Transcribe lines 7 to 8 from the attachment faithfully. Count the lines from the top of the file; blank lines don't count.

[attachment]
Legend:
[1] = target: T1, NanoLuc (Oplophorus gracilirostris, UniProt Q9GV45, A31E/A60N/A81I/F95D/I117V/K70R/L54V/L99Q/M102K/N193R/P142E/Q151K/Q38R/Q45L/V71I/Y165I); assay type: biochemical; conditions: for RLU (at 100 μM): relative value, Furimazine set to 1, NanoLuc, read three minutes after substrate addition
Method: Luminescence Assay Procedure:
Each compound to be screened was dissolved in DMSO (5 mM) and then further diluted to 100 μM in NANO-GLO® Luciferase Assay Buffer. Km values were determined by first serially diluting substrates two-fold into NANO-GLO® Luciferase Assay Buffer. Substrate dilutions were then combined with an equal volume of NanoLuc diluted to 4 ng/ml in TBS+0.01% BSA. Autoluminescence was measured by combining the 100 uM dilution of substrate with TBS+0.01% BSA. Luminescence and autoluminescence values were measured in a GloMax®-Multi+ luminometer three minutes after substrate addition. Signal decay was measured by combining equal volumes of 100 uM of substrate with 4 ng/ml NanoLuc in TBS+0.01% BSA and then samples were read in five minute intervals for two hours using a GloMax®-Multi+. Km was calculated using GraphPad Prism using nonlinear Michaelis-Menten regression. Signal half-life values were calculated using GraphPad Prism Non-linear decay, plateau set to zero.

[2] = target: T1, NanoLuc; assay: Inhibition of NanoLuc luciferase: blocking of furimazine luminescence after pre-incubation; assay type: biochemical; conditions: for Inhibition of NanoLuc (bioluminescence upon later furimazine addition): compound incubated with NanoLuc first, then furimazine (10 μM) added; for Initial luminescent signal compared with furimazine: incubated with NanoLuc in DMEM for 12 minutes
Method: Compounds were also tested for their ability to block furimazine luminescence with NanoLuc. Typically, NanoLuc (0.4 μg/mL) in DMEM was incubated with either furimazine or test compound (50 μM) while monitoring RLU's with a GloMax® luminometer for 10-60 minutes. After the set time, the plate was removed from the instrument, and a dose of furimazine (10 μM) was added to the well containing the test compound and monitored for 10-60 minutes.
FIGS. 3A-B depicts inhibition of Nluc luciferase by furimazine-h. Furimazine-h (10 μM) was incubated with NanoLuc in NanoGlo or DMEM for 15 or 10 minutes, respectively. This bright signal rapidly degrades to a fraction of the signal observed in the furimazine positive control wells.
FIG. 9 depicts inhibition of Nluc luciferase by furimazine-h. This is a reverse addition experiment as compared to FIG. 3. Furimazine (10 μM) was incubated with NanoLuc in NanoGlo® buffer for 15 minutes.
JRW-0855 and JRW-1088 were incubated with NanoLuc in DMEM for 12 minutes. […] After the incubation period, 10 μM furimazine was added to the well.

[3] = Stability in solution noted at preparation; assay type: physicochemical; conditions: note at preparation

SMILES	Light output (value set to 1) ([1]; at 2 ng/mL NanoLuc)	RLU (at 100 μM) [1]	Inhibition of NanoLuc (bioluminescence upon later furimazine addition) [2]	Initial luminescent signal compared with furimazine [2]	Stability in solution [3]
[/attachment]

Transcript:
FIGS. 3A-B depicts inhibition of Nluc luciferase by furimazine-h. Furimazine-h (10 μM) was incubated with NanoLuc in NanoGlo or DMEM for 15 or 10 minutes, respectively. This bright signal rapidly degrades to a fraction of the signal observed in the furimazine positive control wells.
FIG. 9 depicts inhibition of Nluc luciferase by furimazine-h. This is a reverse addition experiment as compared to FIG. 3. Furimazine (10 μM) was incubated with NanoLuc in NanoGlo® buffer for 15 minutes.